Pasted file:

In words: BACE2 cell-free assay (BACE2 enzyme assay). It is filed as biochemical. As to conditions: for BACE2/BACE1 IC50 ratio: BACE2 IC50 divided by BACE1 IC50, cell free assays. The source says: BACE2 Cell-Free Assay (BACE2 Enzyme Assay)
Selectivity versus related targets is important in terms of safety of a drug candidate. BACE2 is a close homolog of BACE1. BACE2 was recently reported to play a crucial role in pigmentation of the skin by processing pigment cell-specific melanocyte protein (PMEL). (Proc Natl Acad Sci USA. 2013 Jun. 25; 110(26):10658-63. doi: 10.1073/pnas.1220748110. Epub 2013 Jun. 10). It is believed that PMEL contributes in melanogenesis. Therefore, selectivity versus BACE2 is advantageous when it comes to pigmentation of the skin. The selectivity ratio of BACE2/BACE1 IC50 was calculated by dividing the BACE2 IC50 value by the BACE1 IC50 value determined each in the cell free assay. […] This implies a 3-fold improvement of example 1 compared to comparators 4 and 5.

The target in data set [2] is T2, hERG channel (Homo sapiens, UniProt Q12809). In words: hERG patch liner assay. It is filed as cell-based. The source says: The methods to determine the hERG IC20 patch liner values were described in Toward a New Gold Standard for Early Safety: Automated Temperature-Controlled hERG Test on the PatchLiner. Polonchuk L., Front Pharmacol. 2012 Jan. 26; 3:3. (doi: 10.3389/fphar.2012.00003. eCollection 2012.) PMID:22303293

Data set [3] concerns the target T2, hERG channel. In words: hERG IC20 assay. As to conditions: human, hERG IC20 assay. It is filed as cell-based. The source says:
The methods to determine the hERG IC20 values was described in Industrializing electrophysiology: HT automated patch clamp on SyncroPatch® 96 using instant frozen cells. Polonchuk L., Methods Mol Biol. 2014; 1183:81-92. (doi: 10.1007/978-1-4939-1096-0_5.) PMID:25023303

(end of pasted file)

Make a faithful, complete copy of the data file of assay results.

In words: BACE2 cell-free assay (BACE2 enzyme assay). It is filed as biochemical. As to conditions: for BACE2/BACE1 IC50 ratio: BACE2 IC50 divided by BACE1 IC50, cell free assays. The source says: BACE2 Cell-Free Assay (BACE2 Enzyme Assay)
Selectivity versus related targets is important in terms of safety of a drug candidate. BACE2 is a close homolog of BACE1. BACE2 was recently reported to play a crucial role in pigmentation of the skin by processing pigment cell-specific melanocyte protein (PMEL). (Proc Natl Acad Sci USA. 2013 Jun. 25; 110(26):10658-63. doi: 10.1073/pnas.1220748110. Epub 2013 Jun. 10). It is believed that PMEL contributes in melanogenesis. Therefore, selectivity versus BACE2 is advantageous when it comes to pigmentation of the skin. The selectivity ratio of BACE2/BACE1 IC50 was calculated by dividing the BACE2 IC50 value by the BACE1 IC50 value determined each in the cell free assay. […] This implies a 3-fold improvement of example 1 compared to comparators 4 and 5.

The target in data set [2] is T2, hERG channel (Homo sapiens, UniProt Q12809). In words: hERG patch liner assay. It is filed as cell-based. The source says: The methods to determine the hERG IC20 patch liner values were described in Toward a New Gold Standard for Early Safety: Automated Temperature-Controlled hERG Test on the PatchLiner. Polonchuk L., Front Pharmacol. 2012 Jan. 26; 3:3. (doi: 10.3389/fphar.2012.00003. eCollection 2012.) PMID:22303293

Data set [3] concerns the target T2, hERG channel. In words: hERG IC20 assay. As to conditions: human, hERG IC20 assay. It is filed as cell-based. The source says:
The methods to determine the hERG IC20 values was described in Industrializing electrophysiology: HT automated patch clamp on SyncroPatch® 96 using instant frozen cells. Polonchuk L., Methods Mol Biol. 2014; 1183:81-92. (doi: 10.1007/978-1-4939-1096-0_5.) PMID:25023303